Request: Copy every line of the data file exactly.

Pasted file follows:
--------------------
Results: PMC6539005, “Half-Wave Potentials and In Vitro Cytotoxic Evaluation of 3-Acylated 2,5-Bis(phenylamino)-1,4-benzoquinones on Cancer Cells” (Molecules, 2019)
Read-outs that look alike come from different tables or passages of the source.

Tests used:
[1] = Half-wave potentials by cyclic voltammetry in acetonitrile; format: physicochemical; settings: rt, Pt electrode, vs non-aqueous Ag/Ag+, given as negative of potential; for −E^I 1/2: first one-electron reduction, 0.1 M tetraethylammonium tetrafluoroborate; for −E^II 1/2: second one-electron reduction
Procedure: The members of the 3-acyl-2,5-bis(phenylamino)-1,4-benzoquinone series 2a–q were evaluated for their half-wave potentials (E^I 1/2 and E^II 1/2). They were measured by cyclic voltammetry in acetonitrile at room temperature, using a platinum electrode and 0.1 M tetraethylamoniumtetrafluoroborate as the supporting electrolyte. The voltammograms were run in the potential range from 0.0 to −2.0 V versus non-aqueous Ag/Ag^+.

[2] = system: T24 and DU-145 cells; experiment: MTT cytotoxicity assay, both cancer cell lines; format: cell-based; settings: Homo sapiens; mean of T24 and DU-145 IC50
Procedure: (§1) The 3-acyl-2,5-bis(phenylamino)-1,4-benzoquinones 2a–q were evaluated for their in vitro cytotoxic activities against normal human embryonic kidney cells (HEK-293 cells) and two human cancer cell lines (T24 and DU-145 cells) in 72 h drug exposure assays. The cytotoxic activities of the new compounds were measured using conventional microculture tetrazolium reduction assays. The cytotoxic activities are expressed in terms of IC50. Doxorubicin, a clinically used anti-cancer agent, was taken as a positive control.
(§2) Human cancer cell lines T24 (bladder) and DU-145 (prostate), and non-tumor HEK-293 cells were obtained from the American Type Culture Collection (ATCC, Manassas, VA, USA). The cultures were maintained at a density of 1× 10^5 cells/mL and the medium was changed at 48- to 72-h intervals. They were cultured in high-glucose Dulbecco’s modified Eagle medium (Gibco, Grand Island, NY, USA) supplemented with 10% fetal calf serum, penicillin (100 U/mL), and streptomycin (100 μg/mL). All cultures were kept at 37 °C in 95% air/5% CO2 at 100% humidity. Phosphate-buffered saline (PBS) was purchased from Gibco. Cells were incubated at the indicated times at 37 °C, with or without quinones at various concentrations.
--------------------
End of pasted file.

Results: PMC6539005, “Half-Wave Potentials and In Vitro Cytotoxic Evaluation of 3-Acylated 2,5-Bis(phenylamino)-1,4-benzoquinones on Cancer Cells” (Molecules, 2019)
Read-outs that look alike come from different tables or passages of the source.

Tests used:
[1] = Half-wave potentials by cyclic voltammetry in acetonitrile; format: physicochemical; settings: rt, Pt electrode, vs non-aqueous Ag/Ag+, given as negative of potential; for −E^I 1/2: first one-electron reduction, 0.1 M tetraethylammonium tetrafluoroborate; for −E^II 1/2: second one-electron reduction
Procedure: The members of the 3-acyl-2,5-bis(phenylamino)-1,4-benzoquinone series 2a–q were evaluated for their half-wave potentials (E^I 1/2 and E^II 1/2). They were measured by cyclic voltammetry in acetonitrile at room temperature, using a platinum electrode and 0.1 M tetraethylamoniumtetrafluoroborate as the supporting electrolyte. The voltammograms were run in the potential range from 0.0 to −2.0 V versus non-aqueous Ag/Ag^+.

[2] = system: T24 and DU-145 cells; experiment: MTT cytotoxicity assay, both cancer cell lines; format: cell-based; settings: Homo sapiens; mean of T24 and DU-145 IC50
Procedure: (§1) The 3-acyl-2,5-bis(phenylamino)-1,4-benzoquinones 2a–q were evaluated for their in vitro cytotoxic activities against normal human embryonic kidney cells (HEK-293 cells) and two human cancer cell lines (T24 and DU-145 cells) in 72 h drug exposure assays. The cytotoxic activities of the new compounds were measured using conventional microculture tetrazolium reduction assays. The cytotoxic activities are expressed in terms of IC50. Doxorubicin, a clinically used anti-cancer agent, was taken as a positive control.
(§2) Human cancer cell lines T24 (bladder) and DU-145 (prostate), and non-tumor HEK-293 cells were obtained from the American Type Culture Collection (ATCC, Manassas, VA, USA). The cultures were maintained at a density of 1× 10^5 cells/mL and the medium was changed at 48- to 72-h intervals. They were cultured in high-glucose Dulbecco’s modified Eagle medium (Gibco, Grand Island, NY, USA) supplemented with 10% fetal calf serum, penicillin (100 U/mL), and streptomycin (100 μg/mL). All cultures were kept at 37 °C in 95% air/5% CO2 at 100% humidity. Phosphate-buffered saline (PBS) was purchased from Gibco. Cells were incubated at the indicated times at 37 °C, with or without quinones at various concentrations.